Over time, I was progressively more responsible for myself financially until I was through college, paying my way with summer jobs and part time work, sharing apartments with others, and eventually selling my day times and life effort for one salary or another. As it turned out, my husband was much the same, and we joined forces with a small savings account and frugal habits of home cooking and a tendency to the cheap entertainment of walking around town, foraging in second hand record and book stores and cooking and eating with friends. Then children, then elderly parents, then managing financial affairs for my elders, then losing my parents and inheriting some of those same resources that I had so carefully managed for them.

As I stand at the edge of the asparagus bed with the hose pulled out to nearly its longest extension, I watch the drops fall onto the dry earth. I carefully soak each patch of this rectangle and move the cascade of water to the next section to give the earth time to soak up the moisture before returning to that place a second or third time. Asparagus roots grow from at least a foot deep and spread the crowns in a network close to the surface. Watering the surface is not enough to support the plant, and evaporates in the day's heat.

Broadening my view, I see the edges of the asparagus bed, our cultivated blueberries on one side and the wild raspberries on the other. A bird flits through my range of vision and awakens the realization that I am also perceiving the myriad sounds of birds, the hungry nestlings in the bushes beyond the raspberries. The opening of the downward slope glows in the bright sun, though I stand in the shade of what I know to be a birch tree behind me. I hear its leaves overhead in the breeze. Further behind me is the gravel drive (baking in the sun), the lilies, the wild grass, the road, trees, field, rocky ledge, hill, sky, onward towards where the sun rises and the moon too. I shift the hose to the next dry patch, keeping the center of my focus on soaking the new spears emerging from the bed, and encouraging the roots of the fernlike greens of the spears too thin to pick that have gone on to flower and seed. The muted hills across the valley are like dreams in a ring around me.

Staying focused on what I am actually doing, I am learning to allow my awareness to include what else is also present beyond my own action. What a shift this is from self absorption! In this way I am trying to manage my new condition of having family money that in some ways still feels unreal to me. I've invested most of the money in hopes of providing for a time of life when my husband and I will not be required to trade our time for money. I find that my generosity can express itself in new ways beyond what I can do with my own hands, presence or words, helping others with projects that require funds up front in order to keep on with their missions of building joy and possibility for others. Part of me knows that all I will ever have is living with my choices and offering possibilities to others. How much money changes this is yet to be seen. The biggest change is to offer my husband the possibility that he does not have to continue to earn more money to ensure our future financial safety, which is all an illusion anyway, but which definitely feels more secure with more resources. This is a a huge consequence of our frugal saving, and now the addition of generational savings.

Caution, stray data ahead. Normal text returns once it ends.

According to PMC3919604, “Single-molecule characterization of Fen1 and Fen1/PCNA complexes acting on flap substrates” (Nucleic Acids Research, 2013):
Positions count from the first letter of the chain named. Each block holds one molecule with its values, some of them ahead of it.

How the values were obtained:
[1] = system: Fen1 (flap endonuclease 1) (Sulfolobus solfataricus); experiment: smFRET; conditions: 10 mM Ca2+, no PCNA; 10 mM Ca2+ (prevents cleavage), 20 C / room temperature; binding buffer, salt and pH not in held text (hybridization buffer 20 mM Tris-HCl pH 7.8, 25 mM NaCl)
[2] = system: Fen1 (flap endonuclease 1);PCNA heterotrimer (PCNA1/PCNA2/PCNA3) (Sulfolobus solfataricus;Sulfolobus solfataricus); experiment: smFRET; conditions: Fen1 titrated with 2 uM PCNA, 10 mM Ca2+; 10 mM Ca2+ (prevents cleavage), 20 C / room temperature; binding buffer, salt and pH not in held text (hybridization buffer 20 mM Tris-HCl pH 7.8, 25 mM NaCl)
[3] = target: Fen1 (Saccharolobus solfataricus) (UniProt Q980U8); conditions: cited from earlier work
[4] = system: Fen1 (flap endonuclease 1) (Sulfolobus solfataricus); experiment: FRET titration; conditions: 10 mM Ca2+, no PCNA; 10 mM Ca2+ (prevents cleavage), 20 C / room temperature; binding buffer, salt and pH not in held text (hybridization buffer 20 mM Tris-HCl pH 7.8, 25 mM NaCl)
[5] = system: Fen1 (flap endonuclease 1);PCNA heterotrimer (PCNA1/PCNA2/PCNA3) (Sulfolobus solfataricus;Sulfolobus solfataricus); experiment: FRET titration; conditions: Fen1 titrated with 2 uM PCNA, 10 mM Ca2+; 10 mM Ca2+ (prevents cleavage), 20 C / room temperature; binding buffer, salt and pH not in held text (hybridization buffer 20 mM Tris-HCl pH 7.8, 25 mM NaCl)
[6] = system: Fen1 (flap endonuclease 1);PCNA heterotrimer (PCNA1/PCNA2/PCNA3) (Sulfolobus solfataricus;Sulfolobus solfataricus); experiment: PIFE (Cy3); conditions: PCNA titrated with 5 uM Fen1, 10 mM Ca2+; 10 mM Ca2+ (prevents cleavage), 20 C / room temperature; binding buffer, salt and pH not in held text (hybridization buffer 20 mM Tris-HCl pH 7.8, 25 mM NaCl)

When the asparagus grows too tall, it loses its sweet succulence. I cut it anyway, for the health of the bed, and make broth from the inedible (at least for me) stalks. This is also not something I learned as a child, where we never had a vegetable garden, nor did my mother enjoy cooking (though she loved to eat beautiful fresh foods). My parents were basically first generation of immigrant parents who were not farmers but intellectuals and tradespeople. Probably their grandmothers (or their neighbors) had small kitchen gardens, but that was not what came to America with the next generation. There was an emphasis on intellectual pursuit and freedom of expression, not surprising given the oppression, segregation and limitations set on them from whence they came. There was one branch of cousins that experimented with farm life, attempting to take on agriculture and social structures in the Midwest in the early 20th Century. Mostly it resulted in advanced degrees in scientific fields among the offspring of that clan.

So I stand at the edge of the asparagus bed, feeling sure that the money in the retirement account will be subject to the vagaries of our political and cultural unrest. I am just as sure that the heritage of my ancestors in some way showers down upon the asparagus crowns deep in the earth as I shift my hose onto this quadrant for the third time. The weather has been so hot and dry (blazing wild exuberance and despair in fires out West); the sweet crispness of the raw asparagus is startling and deeply moving. Perhaps the idea of independence is turning away from control towards the freedom to broaden awareness and take in a fuller view. It is this vision that I wish for the people living now. This is their only moment to be awake.